UEFA seeing sense with Champions League final venues

07 Oct 2019 08:50 pm, by YorkshireSquare

After the recent announcement of the Champions League final venues for the 2021, 2022 and 2023 tournaments, many football fans across Europe will have breathed a sigh of relief. The 2021 final will be held in St Petersburg, the 2022 showpiece in Munich, while London’s Wembley Stadium will play host to the 2023 final.

These are three cities well equipped for hosting one of club football’s biggest matches. St Petersburg, a recent host city at the 2018 World Cup in Russia, has plenty of experience in hosting big games, the World Cup semi-final between France and Belgium having been played there.

Munich hosted the Champions League final in 2012 when Chelsea shocked Bayern Munich to lift the European Cup. London’s Wembley Stadium, meanwhile, played host to the final in 2011, as Barcelona defeated Manchester United, and once again 2013 when Bayern Munich beat Borussia Dortmund.

All these cities can boast the facilities required for hosting a Champions League final, equal to the task of hosting Europe’s biggest clubs – the hot picks of those betting on Champions League finalists. That can’t be said for a few venues in the past. The 2018 final in Kiev, Ukraine proved a nightmare for Liverpool and Real Madrid supporters, with the city’s airport unable to accommodate the sheer volume of passengers travelling to the match, and an inadequate number of hotels for fans to stay in.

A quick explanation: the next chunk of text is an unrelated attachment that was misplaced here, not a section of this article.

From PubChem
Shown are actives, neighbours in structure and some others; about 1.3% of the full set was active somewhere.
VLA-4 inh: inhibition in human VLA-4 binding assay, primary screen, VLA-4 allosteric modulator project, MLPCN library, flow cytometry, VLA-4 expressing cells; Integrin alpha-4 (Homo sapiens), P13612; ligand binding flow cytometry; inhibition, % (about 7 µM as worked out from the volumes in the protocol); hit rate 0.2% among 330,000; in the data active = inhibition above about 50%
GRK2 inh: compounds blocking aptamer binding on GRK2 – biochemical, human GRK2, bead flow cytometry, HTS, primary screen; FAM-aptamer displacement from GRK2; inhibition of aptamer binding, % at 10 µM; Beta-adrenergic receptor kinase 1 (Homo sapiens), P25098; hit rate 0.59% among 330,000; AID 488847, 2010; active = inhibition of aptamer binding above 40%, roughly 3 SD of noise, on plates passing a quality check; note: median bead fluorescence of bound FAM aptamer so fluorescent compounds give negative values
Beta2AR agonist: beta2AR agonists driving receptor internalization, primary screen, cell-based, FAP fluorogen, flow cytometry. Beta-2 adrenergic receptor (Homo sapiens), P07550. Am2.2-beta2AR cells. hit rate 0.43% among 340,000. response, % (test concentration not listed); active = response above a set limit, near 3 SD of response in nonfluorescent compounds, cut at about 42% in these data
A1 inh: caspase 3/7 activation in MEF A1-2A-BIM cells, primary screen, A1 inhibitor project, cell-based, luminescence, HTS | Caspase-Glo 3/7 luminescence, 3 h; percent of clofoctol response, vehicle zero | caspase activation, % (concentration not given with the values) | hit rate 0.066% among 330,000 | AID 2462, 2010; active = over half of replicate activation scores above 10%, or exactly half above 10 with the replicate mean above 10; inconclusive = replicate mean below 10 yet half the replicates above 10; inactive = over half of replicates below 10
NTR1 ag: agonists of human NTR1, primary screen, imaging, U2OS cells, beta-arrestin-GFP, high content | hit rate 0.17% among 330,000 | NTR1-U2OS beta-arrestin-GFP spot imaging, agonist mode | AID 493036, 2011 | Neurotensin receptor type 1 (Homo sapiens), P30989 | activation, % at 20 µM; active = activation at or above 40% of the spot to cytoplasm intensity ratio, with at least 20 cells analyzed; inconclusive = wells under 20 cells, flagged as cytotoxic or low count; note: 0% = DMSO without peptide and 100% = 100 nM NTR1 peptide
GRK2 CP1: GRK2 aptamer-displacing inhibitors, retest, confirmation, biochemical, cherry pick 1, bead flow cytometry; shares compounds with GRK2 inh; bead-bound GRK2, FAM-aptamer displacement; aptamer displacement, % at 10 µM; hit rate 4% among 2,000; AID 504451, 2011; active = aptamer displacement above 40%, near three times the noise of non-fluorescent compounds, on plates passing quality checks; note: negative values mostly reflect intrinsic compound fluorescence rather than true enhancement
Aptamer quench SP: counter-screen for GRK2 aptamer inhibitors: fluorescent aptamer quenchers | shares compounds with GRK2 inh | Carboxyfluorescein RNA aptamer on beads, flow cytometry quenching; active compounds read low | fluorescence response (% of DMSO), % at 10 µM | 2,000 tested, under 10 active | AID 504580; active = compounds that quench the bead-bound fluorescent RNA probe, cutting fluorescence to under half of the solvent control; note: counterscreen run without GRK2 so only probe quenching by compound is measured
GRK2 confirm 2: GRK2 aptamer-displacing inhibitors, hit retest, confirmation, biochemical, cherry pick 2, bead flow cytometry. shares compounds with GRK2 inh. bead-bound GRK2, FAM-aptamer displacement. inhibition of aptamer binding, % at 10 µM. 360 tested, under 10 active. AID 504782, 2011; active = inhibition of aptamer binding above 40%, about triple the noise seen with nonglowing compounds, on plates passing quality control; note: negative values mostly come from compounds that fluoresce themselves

In 2017, Cardiff also proved an ill-equipped host city. While no complaints could be made about the Millennium Stadium, it was Cardiff’s lack of hotel space and transport links that made the final an ordeal for fans of Real Madrid and Juventus. Many fans were forced to fly to and stay in London and get the train to and from Cardiff, somewhat devaluing the whole point of a host city being put in place.

UEFA have now learned from these mistakes. Regardless of the suitability of the host stadium, the city itself has to be the most important factor when deciding the venue for these major finals. Ample hotels and proper airport facilities are essential for fans to make the most of what should be a memorable and joyous occasion.

The governing body still has work to do in controlling how rooms and flights are priced and sold in these host cities. Many airlines and hotels have exploited these events in the past to their financial gain. Ahead of last season’s Champions League final in Madrid, flights were being offered for several times their usual price, while the demand for hotel rooms led to those prices being heavily inflated as well.

It is a difficult problem to address, as supply and demand usually rule, but for fans to have the best experience possible some steps need to be taken to ensure football supporters aren’t being fleeced at every opportunity. There have also been problems in the Europa League regarding the location of the final.

The decision to host last year’s final in Baku was an unmitigated disaster. Travel to Azerbaijan was nearly impossible for Arsenal and Chelsea fans, and this resulted in a stadium that was barely two thirds full. Due to Azerbaijan’s ongoing conflict with neighbouring Armenia, Arsenal’s Armenian forward Henrikh Mkhitaryan did not travel to the final. These are the kind of problems that simply shouldn’t arise ahead of a major European showpiece.

While UEFA still has work to do in organising these finals in the best way, the latest allocation of venues is undoubtedly a step in the right direction. Choosing cities that have hosted major events in the past, and having the transport and hotel facilities to match, should be a given when these decisions are made. A proper host city means that the focus can be placed solely upon what matters most to supporters – the football.